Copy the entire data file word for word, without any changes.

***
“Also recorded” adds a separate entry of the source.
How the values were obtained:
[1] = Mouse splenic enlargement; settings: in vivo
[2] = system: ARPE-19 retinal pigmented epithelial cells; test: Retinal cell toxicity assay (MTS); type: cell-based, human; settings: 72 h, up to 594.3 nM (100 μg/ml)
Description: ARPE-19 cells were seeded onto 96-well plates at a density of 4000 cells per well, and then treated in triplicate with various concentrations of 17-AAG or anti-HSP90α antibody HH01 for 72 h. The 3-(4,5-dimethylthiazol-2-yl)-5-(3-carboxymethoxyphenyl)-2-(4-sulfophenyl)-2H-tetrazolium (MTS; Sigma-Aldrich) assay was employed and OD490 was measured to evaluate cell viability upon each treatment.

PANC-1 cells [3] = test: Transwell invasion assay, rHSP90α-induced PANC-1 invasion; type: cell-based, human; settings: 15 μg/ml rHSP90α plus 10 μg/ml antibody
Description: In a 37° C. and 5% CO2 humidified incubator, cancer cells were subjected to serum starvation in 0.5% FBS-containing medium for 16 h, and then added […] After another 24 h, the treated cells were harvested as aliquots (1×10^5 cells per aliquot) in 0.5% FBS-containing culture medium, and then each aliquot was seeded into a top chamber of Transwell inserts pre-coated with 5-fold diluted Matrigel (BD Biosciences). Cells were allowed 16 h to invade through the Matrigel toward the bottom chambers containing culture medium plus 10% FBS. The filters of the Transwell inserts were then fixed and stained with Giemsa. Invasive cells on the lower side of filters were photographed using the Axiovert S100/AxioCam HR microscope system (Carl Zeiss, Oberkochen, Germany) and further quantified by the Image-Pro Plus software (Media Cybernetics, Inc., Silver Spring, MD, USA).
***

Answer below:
“Also recorded” adds a separate entry of the source.
How the values were obtained:
[1] = Mouse splenic enlargement; settings: in vivo
[2] = system: ARPE-19 retinal pigmented epithelial cells; test: Retinal cell toxicity assay (MTS); type: cell-based, human; settings: 72 h, up to 594.3 nM (100 μg/ml)
Description: ARPE-19 cells were seeded onto 96-well plates at a density of 4000 cells per well, and then treated in triplicate with various concentrations of 17-AAG or anti-HSP90α antibody HH01 for 72 h. The 3-(4,5-dimethylthiazol-2-yl)-5-(3-carboxymethoxyphenyl)-2-(4-sulfophenyl)-2H-tetrazolium (MTS; Sigma-Aldrich) assay was employed and OD490 was measured to evaluate cell viability upon each treatment.

PANC-1 cells [3] = test: Transwell invasion assay, rHSP90α-induced PANC-1 invasion; type: cell-based, human; settings: 15 μg/ml rHSP90α plus 10 μg/ml antibody
Description: In a 37° C. and 5% CO2 humidified incubator, cancer cells were subjected to serum starvation in 0.5% FBS-containing medium for 16 h, and then added […] After another 24 h, the treated cells were harvested as aliquots (1×10^5 cells per aliquot) in 0.5% FBS-containing culture medium, and then each aliquot was seeded into a top chamber of Transwell inserts pre-coated with 5-fold diluted Matrigel (BD Biosciences). Cells were allowed 16 h to invade through the Matrigel toward the bottom chambers containing culture medium plus 10% FBS. The filters of the Transwell inserts were then fixed and stained with Giemsa. Invasive cells on the lower side of filters were photographed using the Axiovert S100/AxioCam HR microscope system (Carl Zeiss, Oberkochen, Germany) and further quantified by the Image-Pro Plus software (Media Cybernetics, Inc., Silver Spring, MD, USA).